Image temp = _opaqueImages[TAB_TEXTURE_FULL];
_opaqueImages[TAB_TEXTURE_FULL] = ImageUtils.scale(temp, _tabWidth, HEIGHT);
_opaqueImages[TAB_TEXTURE_WITH_ONE_EDGE] = ImageUtils.scale(temp, _tabWidth - _edgeImageWidth, HEIGHT);
_opaqueImages[TAB_TEXTURE_WITH_TWO_EDGES] = ImageUtils.scale(temp, _tabWidth - _edgeImageWidth * 2, HEIGHT);
_opaqueImages[SELECTED_TAB_TEXTURE] = ImageUtils.scale(_opaqueImages[SELECTED_TAB_TEXTURE], _selectedTabWidthWithoutEdges, HEIGHT);
 
_currentImages = _opaqueImages;
}

Image manipulation and transparency

As you can see from the previous code snippet, a class named ImageUtils is used to retrieve the parts from the main image and scale them. ImageUtils is not something provided by the platform, but it comes with the demo attached to this article - you're welcome to use this in your own projects. Two methods from the class are extracted below; getSubImage() creates a new Image instance from a part of the given image and setAlpha() makes an image transparent based on the given alpha value:

    /**
* Resolves a sub image from the given image and the given region.
* @param image The source image.
* @param x0 The X coordinate of the top-left corner of the sub image.
* @param y0 The Y coordinate of the top-left corner of the sub image.
* @param x1 The X coordinate of the bottom-right corner of the sub image.
* @param y1 The Y coordinate of the bottom-right corner of the sub image.
* @return A newly created sub image.
* @throws IllegalArgumentException If the arguments are invalid.
*/

public static Image getSubImage(final Image image,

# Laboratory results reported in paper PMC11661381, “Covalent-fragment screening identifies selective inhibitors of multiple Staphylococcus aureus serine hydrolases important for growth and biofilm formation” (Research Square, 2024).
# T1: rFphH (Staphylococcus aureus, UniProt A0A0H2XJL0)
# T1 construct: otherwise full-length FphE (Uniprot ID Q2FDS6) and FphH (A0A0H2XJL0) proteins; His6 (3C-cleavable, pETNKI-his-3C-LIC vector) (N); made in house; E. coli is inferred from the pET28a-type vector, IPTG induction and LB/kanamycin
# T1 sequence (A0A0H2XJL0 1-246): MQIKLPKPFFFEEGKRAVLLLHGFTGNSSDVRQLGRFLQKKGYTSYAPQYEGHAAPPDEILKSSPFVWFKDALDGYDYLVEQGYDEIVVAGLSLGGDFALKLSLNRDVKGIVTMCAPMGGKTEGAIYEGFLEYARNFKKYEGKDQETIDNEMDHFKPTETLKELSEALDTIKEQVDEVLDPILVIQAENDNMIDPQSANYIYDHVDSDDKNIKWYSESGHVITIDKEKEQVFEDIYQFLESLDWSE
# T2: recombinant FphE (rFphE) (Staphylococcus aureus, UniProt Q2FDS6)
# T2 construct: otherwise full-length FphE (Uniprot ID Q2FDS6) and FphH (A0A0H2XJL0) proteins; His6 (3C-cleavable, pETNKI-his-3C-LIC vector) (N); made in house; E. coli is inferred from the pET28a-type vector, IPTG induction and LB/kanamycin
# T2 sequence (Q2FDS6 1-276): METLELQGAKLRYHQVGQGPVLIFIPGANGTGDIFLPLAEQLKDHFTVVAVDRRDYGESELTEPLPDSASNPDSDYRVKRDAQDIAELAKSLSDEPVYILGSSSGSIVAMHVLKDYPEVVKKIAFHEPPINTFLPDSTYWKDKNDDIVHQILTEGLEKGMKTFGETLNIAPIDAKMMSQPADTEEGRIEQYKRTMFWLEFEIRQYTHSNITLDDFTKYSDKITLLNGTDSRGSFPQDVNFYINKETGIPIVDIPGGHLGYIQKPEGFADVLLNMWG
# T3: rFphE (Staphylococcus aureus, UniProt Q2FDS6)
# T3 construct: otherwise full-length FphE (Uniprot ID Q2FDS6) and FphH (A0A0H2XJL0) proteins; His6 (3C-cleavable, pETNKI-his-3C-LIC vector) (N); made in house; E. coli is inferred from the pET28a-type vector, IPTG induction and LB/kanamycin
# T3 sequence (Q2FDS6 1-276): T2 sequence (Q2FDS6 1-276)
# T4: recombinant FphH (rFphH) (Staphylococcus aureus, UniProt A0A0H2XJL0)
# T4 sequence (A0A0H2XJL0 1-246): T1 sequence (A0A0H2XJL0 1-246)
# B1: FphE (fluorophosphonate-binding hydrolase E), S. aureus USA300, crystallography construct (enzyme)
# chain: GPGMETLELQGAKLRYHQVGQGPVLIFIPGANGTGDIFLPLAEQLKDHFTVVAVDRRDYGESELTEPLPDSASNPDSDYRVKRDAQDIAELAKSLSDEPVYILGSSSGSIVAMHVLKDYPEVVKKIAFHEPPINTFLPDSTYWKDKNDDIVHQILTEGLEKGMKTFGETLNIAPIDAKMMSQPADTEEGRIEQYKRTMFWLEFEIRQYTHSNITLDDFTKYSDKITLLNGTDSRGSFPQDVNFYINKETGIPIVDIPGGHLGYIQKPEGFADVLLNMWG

final int x0,
final int y0,
final int x1,
final int y1)
throws IllegalArgumentException
{
if (image == null || x0 > x1 || y0 > y1
|| x0 < 0 || x1 >= image.getWidth()
|| y0 < 0 || y1 >= image.getHeight())
{
throw new IllegalArgumentException("Arguments received: "
+ image + ", " + x0 + ", " + y0 + ", " + x1 + ", " + y1);
}
 
final int imageWidth = image.getWidth();
final int[] imagePixels = new int[imageWidth * image.getHeight()];
image.getRGB(imagePixels, 0, imageWidth, 0, 0, imageWidth, image.getHeight());
 
final int subImageWidth = x1 - x0 + 1;
final int subImageHeight = y1 - y0 + 1;
final int[] subImagePixels = new int[subImageWidth * subImageHeight];
 
for (int x = x0; x <= x1; ++x) {
for (int y = y0; y <= y1; ++y) {
subImagePixels[(subImageWidth * (y - y0)) + (x - x0)] = imagePixels[(imageWidth * y) + x];
}
}
 
return Image.createRGBImage(subImagePixels, subImageWidth, subImageHeight, true);
}
    /**
* Sets the alpha of the each pixel in the image based on the given value.
* @param image The original image.
* @param alpha The alpha value.
* @return A newly created image with applied alpha.
* @throws NullPointerException If the given image is null.
* @throws IllegalArgumentException If the alpha value is not in [0, 255].
*/

public static Image setAlpha(final Image image, final int alpha)
throws NullPointerException, IllegalArgumentException
{
if (image == null) {